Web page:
In our ongoing series of looking at the different chemicals used in textile processing, we’re up to the C’s. This week’s topic is chromium.
Chromium (Cr) exists in several forms, which are described by different numbers in parentheses. The most common forms are elemental chromium (0), chromium (III), and chromium (VI). Chromium (III) occurs naturally in the environment and is an essential nutrient for the human body. Chromium (0) and chromium (VI) are generally produced by industrial processes.
Chromium VI, also called Hexavalent Chromium, is recognized as a human carcinogen by the National Toxicology Program; The International Agency for Research on Cancer (IARC) has determined that chromium VI is carcinogenic to humans. Chromium compounds are linked to lung cancer. Chromate-dyed textiles and chromate-tanned leather can cause or exacerbate contact dermatitis.
Chromium VI is used in textile manufacturing as a catalyst in the dyeing process and as a dye for wool (chrome dyes)(1). But you may know much more about it through its use in tanning leather.
Before the advent of synthetic dyes, all dyes came from natural sources such as minerals and plants. Often these dyes faded quickly if the dyed material was laundered. To fix or stabilize the color, chemical agents called mordants were used. Chemically, the mordant binds with the dye and the fibers of the material, preventing bleeding and fading. As early as 1820 the cotton and wool industries were using large amounts of chromium compounds (such as potassium bichromate) in the dyeing process. Red and green pigments developed from chromium compounds were also used for printing wallpaper during this period.
In 1822, a man named Andreas Kurtz moved to England and began producing potassium bichromate and selling it to the English textile industry at 5 shillings a pound. Competition soon drove the price down to 8 pence, about an eighth of the original price. This did not give Kurtz a satisfactory profit, so he began producing other chrome compounds, specifically chrome pigments. His chrome yellow achieved cult status when Princess Charlotte, daughter of George IV, used it to paint her carriage. This was perhaps the origin of the “yellow cab,” an idea exemplified today in New York City taxis. Kurtz left his mark on the world of color; “Kurtz yellow” is still available in British color catalogues.
In the film Erin Brockovich (2001, Universal Studios) Pacific Gas and Electric is portrayed as a corporate giant that poisoned the water of the small town of Hinkley, California. The movie, which is based on a real lawsuit, suggests that high levels of chromium-6 in the groundwater were responsible for an eclectic range of diseases among residents there, including various cancers, miscarriages, Hodgkin’s disease and nosebleeds. In 2010, the Enironmental Working Group studied the drinking water in 35 American cities. The study was the first nationwide analysis measuring the presence of the chemical in U.S. water systems. The study found measurable hexavalent chromium in the tap water of 31 of the cities sampled, with Norman, Oklahoma, at the top of list; 25 cities had levels that exceeded California’s proposed limit of Chromium VI and it’s less toxic forms.
It is leather tanning for which chromium is perhaps best known, because the animal skins are first given a chrome bath to prevent decomposition. This step is the most environmentally harmful of the entire tanning process, generating 90% of the water pollution associated with tanning leather (3). And that’s saying a lot, because tanning is an environmental nightmare: skins are transferred from vat to vat, soaked and treated and dyed. Chemicals used include alcohol, coal tar , sodium sulfate, sulfuric acid, chlorinated phenols (e.g. 3,5-dichlorophenol), chromium (trivalent and hexavalent), azo dyes, cadmium, cobalt, copper, antimony, cyanide, barium, lead, selenium, mercury, zinc, polychlorinated biphenyels (PCBs), nickel, formaldehyde and pesticide residues. At the same time, toxic gases like ammonia, hydrogen sulfide, and carcinogenic arylamines are emitted into the air(4). The smell of a tannery is the most horrifyingly putrid smell on earth.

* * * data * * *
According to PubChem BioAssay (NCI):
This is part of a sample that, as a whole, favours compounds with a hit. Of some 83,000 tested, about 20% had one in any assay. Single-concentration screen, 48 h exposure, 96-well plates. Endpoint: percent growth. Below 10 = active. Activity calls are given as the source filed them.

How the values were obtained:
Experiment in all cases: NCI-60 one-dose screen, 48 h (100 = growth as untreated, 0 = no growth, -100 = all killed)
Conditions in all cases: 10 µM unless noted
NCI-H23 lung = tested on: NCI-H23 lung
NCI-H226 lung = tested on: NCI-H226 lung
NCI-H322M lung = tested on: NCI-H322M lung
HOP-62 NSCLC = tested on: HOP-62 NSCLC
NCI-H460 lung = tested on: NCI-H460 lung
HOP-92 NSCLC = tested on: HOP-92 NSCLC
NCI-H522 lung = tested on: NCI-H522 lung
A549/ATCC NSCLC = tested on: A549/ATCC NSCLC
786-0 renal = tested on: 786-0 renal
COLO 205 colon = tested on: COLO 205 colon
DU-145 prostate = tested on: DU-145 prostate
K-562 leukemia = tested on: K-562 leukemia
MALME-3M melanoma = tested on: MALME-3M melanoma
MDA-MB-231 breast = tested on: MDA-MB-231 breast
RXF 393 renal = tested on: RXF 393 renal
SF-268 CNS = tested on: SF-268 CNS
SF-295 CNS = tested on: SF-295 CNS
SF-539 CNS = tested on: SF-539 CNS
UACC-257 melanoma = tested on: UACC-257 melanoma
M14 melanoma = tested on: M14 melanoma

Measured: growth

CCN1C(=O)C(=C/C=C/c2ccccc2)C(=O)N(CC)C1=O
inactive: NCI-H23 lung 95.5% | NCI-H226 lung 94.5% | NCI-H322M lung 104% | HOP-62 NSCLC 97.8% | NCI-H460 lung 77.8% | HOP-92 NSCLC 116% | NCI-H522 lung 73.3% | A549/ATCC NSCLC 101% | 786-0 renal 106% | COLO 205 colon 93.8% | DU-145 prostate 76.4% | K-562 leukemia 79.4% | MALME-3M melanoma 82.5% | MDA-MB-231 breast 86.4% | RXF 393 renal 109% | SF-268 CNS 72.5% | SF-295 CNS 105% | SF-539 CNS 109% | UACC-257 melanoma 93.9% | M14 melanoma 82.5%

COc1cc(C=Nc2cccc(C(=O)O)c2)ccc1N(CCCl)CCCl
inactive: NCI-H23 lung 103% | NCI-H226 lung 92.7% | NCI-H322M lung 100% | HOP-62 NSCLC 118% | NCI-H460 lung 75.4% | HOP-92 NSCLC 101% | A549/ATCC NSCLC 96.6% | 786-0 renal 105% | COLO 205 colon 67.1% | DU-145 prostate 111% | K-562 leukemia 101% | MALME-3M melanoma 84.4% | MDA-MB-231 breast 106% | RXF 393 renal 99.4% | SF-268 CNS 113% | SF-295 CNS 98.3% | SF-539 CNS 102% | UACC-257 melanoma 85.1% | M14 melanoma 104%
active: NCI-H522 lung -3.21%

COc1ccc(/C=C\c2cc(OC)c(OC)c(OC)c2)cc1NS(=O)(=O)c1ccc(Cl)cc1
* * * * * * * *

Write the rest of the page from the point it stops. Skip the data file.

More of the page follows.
According to the results of a three year study to address health impacts of pollution from the Blacksmith Institute, which works to solve pollution problems in the developing world, the tanning of leather is in the top 10 of the world’s worst pollution threats, at #5, directly affecting more than 1.8 million people (5).
(1) Duffield, P.A., et al, “Wool dyeing with Environmentally Acceptable Levels of Chrome in Effluent”, IWS Development Centre, West Yorkshire, England
(2) “EPA’s recommendations for enhanced monitoring for Hexavalent Chromium (Chromium-6) in Drinking Water: http://water.epa.gov/drink/info/chromium/guidance.cfm
(3) Blackman, Allen, “Adoption of Clean Leather-Tanning Technologies in Mexico”, discussion paper, Resources for the Future, August 2005
(4) Barton, Cat, “Workers pay high price at Bangladesh tanneries”, AFP, Feb. 2011
4 thoughts on “Chromium in fabrics”
Reblogged this on Eremophila's Musings and commented:
We all need clean unpolluted water to drink……
Hello mates, fastidious piece of writing and good urging commented here, I am in
fact enjoying by these.
I seem to be having an allergic reaction to a particular pair of blue jeans and this article makes me wonder if chromium might be the culprit. The backstory is much more interesting so if I’ve grabbed your interest please get involved in solving my medical mystery.
Hi Carol; So sorry that we were too busy to respond quickly. Sure, we’d like to hear. Best, Patty